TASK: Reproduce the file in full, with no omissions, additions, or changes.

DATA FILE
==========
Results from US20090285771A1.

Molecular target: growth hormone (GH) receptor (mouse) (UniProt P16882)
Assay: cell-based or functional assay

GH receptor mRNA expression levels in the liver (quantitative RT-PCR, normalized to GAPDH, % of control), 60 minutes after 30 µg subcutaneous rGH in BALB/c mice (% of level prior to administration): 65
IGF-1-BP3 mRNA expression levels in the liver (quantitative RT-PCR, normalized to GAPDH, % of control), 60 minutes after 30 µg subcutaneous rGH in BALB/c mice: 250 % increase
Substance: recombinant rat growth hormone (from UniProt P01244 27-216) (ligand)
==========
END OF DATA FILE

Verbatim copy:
Results from US20090285771A1.

Molecular target: growth hormone (GH) receptor (mouse) (UniProt P16882)
Assay: cell-based or functional assay

GH receptor mRNA expression levels in the liver (quantitative RT-PCR, normalized to GAPDH, % of control), 60 minutes after 30 µg subcutaneous rGH in BALB/c mice (% of level prior to administration): 65
IGF-1-BP3 mRNA expression levels in the liver (quantitative RT-PCR, normalized to GAPDH, % of control), 60 minutes after 30 µg subcutaneous rGH in BALB/c mice: 250 % increase
Substance: recombinant rat growth hormone (from UniProt P01244 27-216) (ligand)